SEATTLE – City Council voted 8-1 to confirm Kathleen O’Toole as the next Chief of Police for the Seattle Police Department (SPD). O’Toole began work with the Boston Police Department in 1979 and has over three decades of experience as a police officer, Commissioner, Chief Inspector and attorney.
“Chief O’Toole has earned an international reputation for her ability to lead and inspire officers, change and reform a department and work with communities from the ground up to reduce crime in urban neighborhoods,” said Councilmember Bruce Harrell, chair of the Public Safety, Civil Rights, and Technology committee.
O’Toole’s top four priorities are: 1) restoring public trust, 2) restoring SPD pride and professionalism, 3) addressing crime and quality of life issues, and 4) promoting best business practices. O’Toole has committed during the first 90 days to conduct a comprehensive assessment of the police department, which would culminate in a plan of action with measurable goals and objectives.
The Council also presented written expectations for O’Toole. Progress reports will be submitted to Council quarterly, beginning at the end of the third quarter of 2014. Council would like to see progress in these major areas: focused and proactive crime reduction using evidence-based methods to reduce the most serious neighborhood crime problems; positively change the culture at SPD and attitudes related to the practice of collecting and reporting the required data for the six new policies developed as part of the Settlement Agreement; build community relationships in all neighborhoods with a consistent visible presence; and, prioritize build out of the Business Intelligence System.
Council’s confirmation vote concludes the City’s six month-long process to find a new Police Chief. Mayor Murray launched a national search in January with an extensive public outreach plan that included seven community workshops throughout Seattle and an online forum to receive feedback. To reach non-English speaking communities, online and print advertisements were placed in Somali, African-American, Chinese, Korean, Spanish and Vietnamese publications.
The Mayor appointed community members to two committees. The Community Advisory Committee consisted of a 32-member panel representing the diverse communities of Seattle and assisted in providing feedback from a community perspective. Secondly, a 12-member Search Committee was formed to screen all applicants and tasked to present the Mayor with three finalists.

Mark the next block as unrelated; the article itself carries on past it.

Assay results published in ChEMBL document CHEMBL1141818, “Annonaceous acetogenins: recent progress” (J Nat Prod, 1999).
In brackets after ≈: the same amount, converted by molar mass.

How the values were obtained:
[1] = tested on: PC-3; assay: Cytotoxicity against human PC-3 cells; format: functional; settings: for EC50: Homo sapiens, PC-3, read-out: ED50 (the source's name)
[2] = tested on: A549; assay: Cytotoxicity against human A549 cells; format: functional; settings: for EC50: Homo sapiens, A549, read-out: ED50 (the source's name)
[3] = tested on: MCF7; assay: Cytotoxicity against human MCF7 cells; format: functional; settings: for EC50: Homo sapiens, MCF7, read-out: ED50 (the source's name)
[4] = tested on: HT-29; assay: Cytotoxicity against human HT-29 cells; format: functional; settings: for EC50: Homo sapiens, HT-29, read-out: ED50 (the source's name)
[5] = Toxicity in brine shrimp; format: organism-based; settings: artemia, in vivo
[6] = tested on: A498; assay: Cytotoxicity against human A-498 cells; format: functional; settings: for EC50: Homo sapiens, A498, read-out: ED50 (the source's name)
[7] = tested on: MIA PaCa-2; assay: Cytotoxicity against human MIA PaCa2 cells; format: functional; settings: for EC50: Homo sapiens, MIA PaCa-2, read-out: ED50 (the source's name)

Council President Tim Burgess stated, “Chief O’Toole has the skillset, experience and personality to move our police department forward through a new era of reform and improvement. The women and men of the department who work tirelessly on our behalf yearn for the clear leadership and direction Chief O’Toole will bring.”
“What an opportunity! I welcome Ms. O’Toole’s approach to building neighborhood-specific policing plans,” said Councilmember Sally Bagshaw. “She will be a great partner to those of us working to make downtown and our other neighborhoods safe and welcoming for everyone. I am delighted she has been selected to lead the Seattle Police Department and look forward to making Seattle a positive model for cooperative policing.”
“I’m looking forward to Chief O’Toole taking over,” said Councilmember Sally J. Clark. “She’s demonstrated great leadership and accomplishment in her career leading to this step. I’m impressed with her depth of knowledge and commitment to high caliber policing and safe neighborhoods in Seattle.”
“A rigorous search revealed the best candidate for Seattle’s next police chief as Kathleen O’Toole,” said Councilmember Jean Godden. “It is a proud day for Seattle to confirm such a qualified leader, and a woman, as police chief.”
“We have hired O’Toole for one major task: reform our police department. The Council’s task is to help her succeed,” said Councilmember Nick Licata. “If she does, we will have more responsive and effective policing in our city.”
The Mayor announced O’Toole as his appointee on May 19. The Public Safety committee conducted three confirmation meetings: June 4, June 11 and June 12. The June 11th meeting was held offsite in the community at New Holly Gathering Hall. As part of the extensive outreach process, the committee sent approximately one thousand emails to community groups and ethnic minority groups asking for feedback and making them aware of the police chief confirmation process. Feedback was also solicited on Council’s Facebook and Twitter accounts.
The Chief of Police will manage an annual operating budget of approximately $290 million and will be responsible for leading and managing 2,000 employees at SPD.
For more information regarding Kathleen O’Toole, please visit the following links:
• Council’s Police Chief Confirmation Website
• Kathleen O’Toole’s Confirmation Packet
• Council’s written letter of expectations to Chief O’Toole
• Kathleen O’Toole’s written confirmation questions and answers
• Kathleen O’Toole’s written exam